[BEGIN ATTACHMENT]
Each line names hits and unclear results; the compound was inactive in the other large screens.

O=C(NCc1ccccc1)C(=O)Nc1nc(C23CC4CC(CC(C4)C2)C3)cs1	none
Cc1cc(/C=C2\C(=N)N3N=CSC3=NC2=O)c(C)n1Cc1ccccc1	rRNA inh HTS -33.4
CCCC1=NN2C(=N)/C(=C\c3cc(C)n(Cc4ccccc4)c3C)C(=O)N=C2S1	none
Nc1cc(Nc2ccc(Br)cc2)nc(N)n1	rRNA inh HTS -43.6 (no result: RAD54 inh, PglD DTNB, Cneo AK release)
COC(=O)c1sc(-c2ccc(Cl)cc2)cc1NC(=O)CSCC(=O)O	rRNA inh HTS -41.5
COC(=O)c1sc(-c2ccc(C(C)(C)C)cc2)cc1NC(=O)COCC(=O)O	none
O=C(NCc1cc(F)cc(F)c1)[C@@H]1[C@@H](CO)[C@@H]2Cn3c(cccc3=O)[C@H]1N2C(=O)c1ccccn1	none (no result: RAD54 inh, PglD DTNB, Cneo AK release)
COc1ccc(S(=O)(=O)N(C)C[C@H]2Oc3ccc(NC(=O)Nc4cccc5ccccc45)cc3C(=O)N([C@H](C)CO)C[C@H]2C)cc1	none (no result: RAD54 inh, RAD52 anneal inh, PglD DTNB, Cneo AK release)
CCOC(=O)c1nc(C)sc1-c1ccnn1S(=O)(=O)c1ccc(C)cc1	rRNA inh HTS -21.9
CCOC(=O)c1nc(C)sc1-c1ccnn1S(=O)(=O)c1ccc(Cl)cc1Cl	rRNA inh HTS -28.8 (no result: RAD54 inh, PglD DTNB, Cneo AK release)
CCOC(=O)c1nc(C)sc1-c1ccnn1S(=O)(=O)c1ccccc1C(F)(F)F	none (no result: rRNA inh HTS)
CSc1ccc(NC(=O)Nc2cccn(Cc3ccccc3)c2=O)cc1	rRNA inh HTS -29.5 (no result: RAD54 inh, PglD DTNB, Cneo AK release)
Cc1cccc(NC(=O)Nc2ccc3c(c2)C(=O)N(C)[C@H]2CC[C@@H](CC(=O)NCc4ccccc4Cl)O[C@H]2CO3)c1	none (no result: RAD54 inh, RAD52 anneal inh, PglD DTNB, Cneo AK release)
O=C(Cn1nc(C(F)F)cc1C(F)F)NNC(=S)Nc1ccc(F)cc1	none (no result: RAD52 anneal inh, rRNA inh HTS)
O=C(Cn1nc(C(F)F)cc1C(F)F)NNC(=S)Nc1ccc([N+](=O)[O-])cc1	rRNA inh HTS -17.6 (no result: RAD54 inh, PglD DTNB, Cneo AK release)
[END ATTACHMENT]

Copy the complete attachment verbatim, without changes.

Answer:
Each line names hits and unclear results; the compound was inactive in the other large screens.

O=C(NCc1ccccc1)C(=O)Nc1nc(C23CC4CC(CC(C4)C2)C3)cs1	none
Cc1cc(/C=C2\C(=N)N3N=CSC3=NC2=O)c(C)n1Cc1ccccc1	rRNA inh HTS -33.4
CCCC1=NN2C(=N)/C(=C\c3cc(C)n(Cc4ccccc4)c3C)C(=O)N=C2S1	none
Nc1cc(Nc2ccc(Br)cc2)nc(N)n1	rRNA inh HTS -43.6 (no result: RAD54 inh, PglD DTNB, Cneo AK release)
COC(=O)c1sc(-c2ccc(Cl)cc2)cc1NC(=O)CSCC(=O)O	rRNA inh HTS -41.5
COC(=O)c1sc(-c2ccc(C(C)(C)C)cc2)cc1NC(=O)COCC(=O)O	none
O=C(NCc1cc(F)cc(F)c1)[C@@H]1[C@@H](CO)[C@@H]2Cn3c(cccc3=O)[C@H]1N2C(=O)c1ccccn1	none (no result: RAD54 inh, PglD DTNB, Cneo AK release)
COc1ccc(S(=O)(=O)N(C)C[C@H]2Oc3ccc(NC(=O)Nc4cccc5ccccc45)cc3C(=O)N([C@H](C)CO)C[C@H]2C)cc1	none (no result: RAD54 inh, RAD52 anneal inh, PglD DTNB, Cneo AK release)
CCOC(=O)c1nc(C)sc1-c1ccnn1S(=O)(=O)c1ccc(C)cc1	rRNA inh HTS -21.9
CCOC(=O)c1nc(C)sc1-c1ccnn1S(=O)(=O)c1ccc(Cl)cc1Cl	rRNA inh HTS -28.8 (no result: RAD54 inh, PglD DTNB, Cneo AK release)
CCOC(=O)c1nc(C)sc1-c1ccnn1S(=O)(=O)c1ccccc1C(F)(F)F	none (no result: rRNA inh HTS)
CSc1ccc(NC(=O)Nc2cccn(Cc3ccccc3)c2=O)cc1	rRNA inh HTS -29.5 (no result: RAD54 inh, PglD DTNB, Cneo AK release)
Cc1cccc(NC(=O)Nc2ccc3c(c2)C(=O)N(C)[C@H]2CC[C@@H](CC(=O)NCc4ccccc4Cl)O[C@H]2CO3)c1	none (no result: RAD54 inh, RAD52 anneal inh, PglD DTNB, Cneo AK release)
O=C(Cn1nc(C(F)F)cc1C(F)F)NNC(=S)Nc1ccc(F)cc1	none (no result: RAD52 anneal inh, rRNA inh HTS)
O=C(Cn1nc(C(F)F)cc1C(F)F)NNC(=S)Nc1ccc([N+](=O)[O-])cc1	rRNA inh HTS -17.6 (no result: RAD54 inh, PglD DTNB, Cneo AK release)